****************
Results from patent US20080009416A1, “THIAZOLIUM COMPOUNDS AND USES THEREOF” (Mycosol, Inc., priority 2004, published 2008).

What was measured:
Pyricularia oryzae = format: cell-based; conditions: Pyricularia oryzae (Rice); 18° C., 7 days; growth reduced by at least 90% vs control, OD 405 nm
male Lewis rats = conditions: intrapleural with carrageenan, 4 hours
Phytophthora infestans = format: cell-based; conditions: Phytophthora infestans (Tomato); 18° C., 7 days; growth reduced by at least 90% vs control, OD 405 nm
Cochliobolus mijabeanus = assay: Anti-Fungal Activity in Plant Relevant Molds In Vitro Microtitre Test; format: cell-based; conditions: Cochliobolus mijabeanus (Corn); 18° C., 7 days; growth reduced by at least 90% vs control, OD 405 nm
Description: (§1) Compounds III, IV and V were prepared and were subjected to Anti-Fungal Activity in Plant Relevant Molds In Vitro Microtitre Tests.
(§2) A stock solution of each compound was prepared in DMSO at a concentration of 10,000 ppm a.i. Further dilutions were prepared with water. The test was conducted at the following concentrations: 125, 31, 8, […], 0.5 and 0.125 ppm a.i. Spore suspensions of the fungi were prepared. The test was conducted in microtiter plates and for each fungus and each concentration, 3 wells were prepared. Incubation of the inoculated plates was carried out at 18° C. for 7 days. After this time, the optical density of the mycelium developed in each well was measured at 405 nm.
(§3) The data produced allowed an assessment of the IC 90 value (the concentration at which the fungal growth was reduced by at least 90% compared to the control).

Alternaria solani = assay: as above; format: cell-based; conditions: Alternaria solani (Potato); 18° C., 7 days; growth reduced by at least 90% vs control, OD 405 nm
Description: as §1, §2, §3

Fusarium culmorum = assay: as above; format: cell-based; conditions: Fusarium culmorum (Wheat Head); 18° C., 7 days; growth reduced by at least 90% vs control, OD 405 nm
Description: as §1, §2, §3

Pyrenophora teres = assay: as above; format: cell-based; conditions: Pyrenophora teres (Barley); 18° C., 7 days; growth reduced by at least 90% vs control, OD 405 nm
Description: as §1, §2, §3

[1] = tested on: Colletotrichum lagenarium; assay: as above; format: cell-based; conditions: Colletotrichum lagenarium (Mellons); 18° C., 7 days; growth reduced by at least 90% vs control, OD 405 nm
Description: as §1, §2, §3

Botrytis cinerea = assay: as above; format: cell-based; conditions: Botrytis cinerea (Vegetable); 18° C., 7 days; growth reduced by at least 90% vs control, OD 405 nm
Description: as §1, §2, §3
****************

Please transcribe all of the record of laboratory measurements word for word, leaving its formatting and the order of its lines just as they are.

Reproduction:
Results from patent US20080009416A1, “THIAZOLIUM COMPOUNDS AND USES THEREOF” (Mycosol, Inc., priority 2004, published 2008).

What was measured:
Pyricularia oryzae = format: cell-based; conditions: Pyricularia oryzae (Rice); 18° C., 7 days; growth reduced by at least 90% vs control, OD 405 nm
male Lewis rats = conditions: intrapleural with carrageenan, 4 hours
Phytophthora infestans = format: cell-based; conditions: Phytophthora infestans (Tomato); 18° C., 7 days; growth reduced by at least 90% vs control, OD 405 nm
Cochliobolus mijabeanus = assay: Anti-Fungal Activity in Plant Relevant Molds In Vitro Microtitre Test; format: cell-based; conditions: Cochliobolus mijabeanus (Corn); 18° C., 7 days; growth reduced by at least 90% vs control, OD 405 nm
Description: (§1) Compounds III, IV and V were prepared and were subjected to Anti-Fungal Activity in Plant Relevant Molds In Vitro Microtitre Tests.
(§2) A stock solution of each compound was prepared in DMSO at a concentration of 10,000 ppm a.i. Further dilutions were prepared with water. The test was conducted at the following concentrations: 125, 31, 8, […], 0.5 and 0.125 ppm a.i. Spore suspensions of the fungi were prepared. The test was conducted in microtiter plates and for each fungus and each concentration, 3 wells were prepared. Incubation of the inoculated plates was carried out at 18° C. for 7 days. After this time, the optical density of the mycelium developed in each well was measured at 405 nm.
(§3) The data produced allowed an assessment of the IC 90 value (the concentration at which the fungal growth was reduced by at least 90% compared to the control).

Alternaria solani = assay: as above; format: cell-based; conditions: Alternaria solani (Potato); 18° C., 7 days; growth reduced by at least 90% vs control, OD 405 nm
Description: as §1, §2, §3

Fusarium culmorum = assay: as above; format: cell-based; conditions: Fusarium culmorum (Wheat Head); 18° C., 7 days; growth reduced by at least 90% vs control, OD 405 nm
Description: as §1, §2, §3

Pyrenophora teres = assay: as above; format: cell-based; conditions: Pyrenophora teres (Barley); 18° C., 7 days; growth reduced by at least 90% vs control, OD 405 nm
Description: as §1, §2, §3

[1] = tested on: Colletotrichum lagenarium; assay: as above; format: cell-based; conditions: Colletotrichum lagenarium (Mellons); 18° C., 7 days; growth reduced by at least 90% vs control, OD 405 nm
Description: as §1, §2, §3

Botrytis cinerea = assay: as above; format: cell-based; conditions: Botrytis cinerea (Vegetable); 18° C., 7 days; growth reduced by at least 90% vs control, OD 405 nm
Description: as §1, §2, §3